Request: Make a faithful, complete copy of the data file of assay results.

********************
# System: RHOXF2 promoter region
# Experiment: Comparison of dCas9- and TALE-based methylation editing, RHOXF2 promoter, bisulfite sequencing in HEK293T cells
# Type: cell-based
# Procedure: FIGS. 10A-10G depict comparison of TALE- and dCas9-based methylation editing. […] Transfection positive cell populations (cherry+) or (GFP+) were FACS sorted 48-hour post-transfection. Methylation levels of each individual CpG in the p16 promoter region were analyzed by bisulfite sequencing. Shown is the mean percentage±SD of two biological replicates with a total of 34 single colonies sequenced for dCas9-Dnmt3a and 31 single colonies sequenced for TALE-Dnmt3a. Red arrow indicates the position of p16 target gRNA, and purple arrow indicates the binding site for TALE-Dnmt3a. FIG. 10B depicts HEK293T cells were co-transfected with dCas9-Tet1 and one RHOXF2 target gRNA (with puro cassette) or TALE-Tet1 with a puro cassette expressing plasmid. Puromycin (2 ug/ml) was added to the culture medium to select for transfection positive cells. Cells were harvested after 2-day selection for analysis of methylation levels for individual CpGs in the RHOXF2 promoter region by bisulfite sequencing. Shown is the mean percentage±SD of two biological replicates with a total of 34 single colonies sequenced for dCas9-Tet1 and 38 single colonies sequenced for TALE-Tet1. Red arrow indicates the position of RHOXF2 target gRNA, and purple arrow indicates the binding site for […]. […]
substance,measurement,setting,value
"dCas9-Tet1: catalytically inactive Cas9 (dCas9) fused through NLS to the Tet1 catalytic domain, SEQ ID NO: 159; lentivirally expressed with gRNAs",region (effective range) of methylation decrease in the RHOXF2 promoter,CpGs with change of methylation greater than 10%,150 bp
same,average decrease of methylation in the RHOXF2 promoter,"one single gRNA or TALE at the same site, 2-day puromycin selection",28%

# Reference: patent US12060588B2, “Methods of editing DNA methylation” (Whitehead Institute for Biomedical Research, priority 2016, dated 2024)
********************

# System: RHOXF2 promoter region
# Experiment: Comparison of dCas9- and TALE-based methylation editing, RHOXF2 promoter, bisulfite sequencing in HEK293T cells
# Type: cell-based
# Procedure: FIGS. 10A-10G depict comparison of TALE- and dCas9-based methylation editing. […] Transfection positive cell populations (cherry+) or (GFP+) were FACS sorted 48-hour post-transfection. Methylation levels of each individual CpG in the p16 promoter region were analyzed by bisulfite sequencing. Shown is the mean percentage±SD of two biological replicates with a total of 34 single colonies sequenced for dCas9-Dnmt3a and 31 single colonies sequenced for TALE-Dnmt3a. Red arrow indicates the position of p16 target gRNA, and purple arrow indicates the binding site for TALE-Dnmt3a. FIG. 10B depicts HEK293T cells were co-transfected with dCas9-Tet1 and one RHOXF2 target gRNA (with puro cassette) or TALE-Tet1 with a puro cassette expressing plasmid. Puromycin (2 ug/ml) was added to the culture medium to select for transfection positive cells. Cells were harvested after 2-day selection for analysis of methylation levels for individual CpGs in the RHOXF2 promoter region by bisulfite sequencing. Shown is the mean percentage±SD of two biological replicates with a total of 34 single colonies sequenced for dCas9-Tet1 and 38 single colonies sequenced for TALE-Tet1. Red arrow indicates the position of RHOXF2 target gRNA, and purple arrow indicates the binding site for […]. […]
substance,measurement,setting,value
"dCas9-Tet1: catalytically inactive Cas9 (dCas9) fused through NLS to the Tet1 catalytic domain, SEQ ID NO: 159; lentivirally expressed with gRNAs",region (effective range) of methylation decrease in the RHOXF2 promoter,CpGs with change of methylation greater than 10%,150 bp
same,average decrease of methylation in the RHOXF2 promoter,"one single gRNA or TALE at the same site, 2-day puromycin selection",28%

# Reference: patent US12060588B2, “Methods of editing DNA methylation” (Whitehead Institute for Biomedical Research, priority 2016, dated 2024)